By Britt Gambino
Gotham teacher Edward Einhorn has two major influences: The Wonderful Wizard of Oz
and the Romanian playwright Eugène Ionesco. It’s hard to imagine what one has to do with the other, but Edward grew up listening to his older brother read both (along with Samuel Beckett, for good measure). While reading The Wonderful Wizard of Oz
, Edward discovered an afterword written by Edward Wagenknecht. “He stated that he always wanted to be writer after he read Oz
,” Edward says. “And I thought I could do that as well.”
And in fact, he did. In 2000, Edward wrote a new Oz
book in honor of the one-hundredth anniversary of the original series (there were fourteen altogether) and a year later, he hosted an Ionesco theater festival.
The new Oz
book, titled Paradox in Oz,
featured a “Parrot-ox” as its main character. Tempus, named for his time traveling ability, could do anything as long as it was deemed “impossible.” A mystery occurs back in time and in the course of trying to solve it, as Edward puts it, “Oz gets messed up.”
Meanwhile, Edward had been tinkering with starting his own theater company. The concept behind The Theater of Ideas is inspired by E.O. Wilson’s book Consilience: The Unity of Knowledge
, which discusses bringing back knowledge together in the way of the ancient Greeks. “We do plays on science, politics, and philosophy,” Edward says. “And our next play is about economics.”
“I wasn’t really focused on it until the Ionesco festival happened,” he says. Soon, Edward went from running his company out of a friend-of-his-mom’s art gallery to hosting thirty-nine shows in thirteen theaters over the course of three months. “I somehow convinced Ionesco’s daughter to give me the rights to his work and then the French government to give me some money, and then I got the thirty-nine directors to do thirty-nine shows.”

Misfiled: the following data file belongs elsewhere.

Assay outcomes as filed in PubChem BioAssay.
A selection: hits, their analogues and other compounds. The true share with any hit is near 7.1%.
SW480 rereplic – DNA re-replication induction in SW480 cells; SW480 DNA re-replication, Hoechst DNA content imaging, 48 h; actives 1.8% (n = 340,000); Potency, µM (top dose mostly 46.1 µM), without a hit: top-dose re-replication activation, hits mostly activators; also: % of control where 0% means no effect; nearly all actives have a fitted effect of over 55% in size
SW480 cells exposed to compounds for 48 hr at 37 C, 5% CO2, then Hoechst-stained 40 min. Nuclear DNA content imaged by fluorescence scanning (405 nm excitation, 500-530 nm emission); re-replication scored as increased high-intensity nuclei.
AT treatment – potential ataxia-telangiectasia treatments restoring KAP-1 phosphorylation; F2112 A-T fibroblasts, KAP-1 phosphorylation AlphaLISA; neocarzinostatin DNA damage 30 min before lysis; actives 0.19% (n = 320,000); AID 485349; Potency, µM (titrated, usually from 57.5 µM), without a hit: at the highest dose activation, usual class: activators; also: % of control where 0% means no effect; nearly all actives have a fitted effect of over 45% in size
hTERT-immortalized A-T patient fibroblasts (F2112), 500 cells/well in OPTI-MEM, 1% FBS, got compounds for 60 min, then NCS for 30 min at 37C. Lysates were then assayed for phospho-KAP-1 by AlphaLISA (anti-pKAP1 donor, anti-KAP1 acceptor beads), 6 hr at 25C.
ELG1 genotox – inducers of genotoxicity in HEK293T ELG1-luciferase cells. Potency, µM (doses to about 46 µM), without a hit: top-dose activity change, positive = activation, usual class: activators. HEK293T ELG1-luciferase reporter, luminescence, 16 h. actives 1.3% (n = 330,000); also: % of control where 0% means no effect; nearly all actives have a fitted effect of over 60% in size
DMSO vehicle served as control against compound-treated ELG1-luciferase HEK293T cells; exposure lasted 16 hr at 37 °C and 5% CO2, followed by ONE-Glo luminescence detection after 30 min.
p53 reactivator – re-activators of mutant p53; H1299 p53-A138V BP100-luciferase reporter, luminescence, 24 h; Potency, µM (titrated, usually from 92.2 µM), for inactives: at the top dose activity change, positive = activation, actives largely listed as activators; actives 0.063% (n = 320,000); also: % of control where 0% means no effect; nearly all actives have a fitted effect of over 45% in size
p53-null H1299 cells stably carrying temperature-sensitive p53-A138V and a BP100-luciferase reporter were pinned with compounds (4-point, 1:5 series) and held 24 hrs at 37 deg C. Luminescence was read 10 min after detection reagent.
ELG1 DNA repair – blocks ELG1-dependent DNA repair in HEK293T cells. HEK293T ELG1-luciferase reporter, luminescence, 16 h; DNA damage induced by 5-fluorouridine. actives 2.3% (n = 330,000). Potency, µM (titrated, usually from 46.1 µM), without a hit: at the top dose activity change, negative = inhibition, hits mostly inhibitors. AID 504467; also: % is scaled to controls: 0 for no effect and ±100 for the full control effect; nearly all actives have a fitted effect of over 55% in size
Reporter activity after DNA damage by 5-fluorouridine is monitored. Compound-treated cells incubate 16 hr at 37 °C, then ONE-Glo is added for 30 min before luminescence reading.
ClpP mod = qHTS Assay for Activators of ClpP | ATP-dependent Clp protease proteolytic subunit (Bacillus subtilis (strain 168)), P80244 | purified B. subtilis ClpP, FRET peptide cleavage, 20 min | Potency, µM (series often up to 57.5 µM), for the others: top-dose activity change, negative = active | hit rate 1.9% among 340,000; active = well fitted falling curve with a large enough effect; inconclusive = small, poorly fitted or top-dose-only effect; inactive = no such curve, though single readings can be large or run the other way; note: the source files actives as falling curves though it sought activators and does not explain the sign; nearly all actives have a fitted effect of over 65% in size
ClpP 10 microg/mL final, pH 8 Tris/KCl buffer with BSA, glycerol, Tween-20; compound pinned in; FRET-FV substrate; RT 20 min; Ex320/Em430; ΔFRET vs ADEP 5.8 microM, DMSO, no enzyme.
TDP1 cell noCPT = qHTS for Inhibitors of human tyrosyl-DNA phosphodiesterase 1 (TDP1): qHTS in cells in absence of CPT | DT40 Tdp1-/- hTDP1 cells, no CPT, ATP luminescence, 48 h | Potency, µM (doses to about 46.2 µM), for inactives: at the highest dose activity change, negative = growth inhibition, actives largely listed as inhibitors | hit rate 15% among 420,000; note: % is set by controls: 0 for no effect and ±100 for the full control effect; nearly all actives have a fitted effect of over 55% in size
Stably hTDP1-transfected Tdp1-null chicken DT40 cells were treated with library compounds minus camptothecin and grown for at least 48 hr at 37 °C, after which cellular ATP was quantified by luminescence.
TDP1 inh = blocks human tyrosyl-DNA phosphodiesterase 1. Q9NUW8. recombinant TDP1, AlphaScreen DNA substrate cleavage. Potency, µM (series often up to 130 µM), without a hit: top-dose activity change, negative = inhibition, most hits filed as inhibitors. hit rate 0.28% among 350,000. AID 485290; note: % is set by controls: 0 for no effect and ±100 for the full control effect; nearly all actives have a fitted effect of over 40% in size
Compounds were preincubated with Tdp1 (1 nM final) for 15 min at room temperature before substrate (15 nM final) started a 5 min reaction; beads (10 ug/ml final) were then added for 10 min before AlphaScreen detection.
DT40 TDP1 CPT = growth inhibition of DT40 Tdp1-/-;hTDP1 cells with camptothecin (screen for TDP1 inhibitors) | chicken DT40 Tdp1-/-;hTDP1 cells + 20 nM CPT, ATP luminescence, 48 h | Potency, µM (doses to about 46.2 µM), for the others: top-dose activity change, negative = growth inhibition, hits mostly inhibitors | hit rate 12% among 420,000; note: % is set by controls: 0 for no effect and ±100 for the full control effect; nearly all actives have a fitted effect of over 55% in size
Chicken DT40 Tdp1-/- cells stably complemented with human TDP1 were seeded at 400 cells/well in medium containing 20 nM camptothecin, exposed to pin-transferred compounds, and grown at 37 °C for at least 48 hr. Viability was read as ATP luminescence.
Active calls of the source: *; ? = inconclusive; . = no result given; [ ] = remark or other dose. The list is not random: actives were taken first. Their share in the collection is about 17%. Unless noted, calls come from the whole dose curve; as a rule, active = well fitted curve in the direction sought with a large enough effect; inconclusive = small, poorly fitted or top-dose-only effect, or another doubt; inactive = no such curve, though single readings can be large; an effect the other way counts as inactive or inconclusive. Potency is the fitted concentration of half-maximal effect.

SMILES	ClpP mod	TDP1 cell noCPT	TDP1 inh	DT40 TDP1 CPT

The first performance of the festival was on September 6, 2001, at the Connolly Theater in the East Village. “The absurdism struck home in a different way after 9/11,” Edward says. “You have to remember these works were being written post-World War II, so the reaction at the time was, ‘Everything is crazy and unpredictable, but you have to see the comedy of it, too.’ And I think people felt similarly after 9/11.”
As a result of his love for Ionesco, Edward started getting interested in translation. “I knew some French already, so I took this monologue he wrote about preparing a hard-boiled egg and translated it.” Edward has also translated works in Greek (Lysistrata
, among others) and Czech (mostly works by the playwright Vaclav Havel).
Edward discovered Havel when he was a freshman at Johns Hopkins looking to take on a directing project. He searched through a stack of one-act plays in the library, where he uncovered Audience
. The protagonist is a writer named Ferdinand Vanek whose work is banned in Communist Czechoslovakia where Edward says, “You were considered a social parasite if you didn’t have ‘real’ job. His character ended up becoming a symbol of the revolution in Czechoslovakia.”
In the midst of the revolution, Havel was made president. Edward says, “I thought, This is amazing—they made their absurdist playwright the president! I love this country!” Years later, Edward wrote the libretto for The Velvet Oratorio
, an opera about the Velvet Revolution. He even sent a copy to Havel, who was very pleased with it.
With all of his varied writing interests—plays, books, operas—Edward admits it’s easy to get lost in the struggle of making a living at writing. But when he comes to teach Creative Writing 101 at Gotham, he remembers the joy. “Being in a room with people who are learning about this stuff for the first time is so fun,” Edward says. “And I try to access the teachers I had who loved
talking about writing, who loved
doing what they were doing. I remind myself that the reason I’m doing it all is because I love doing it, too.”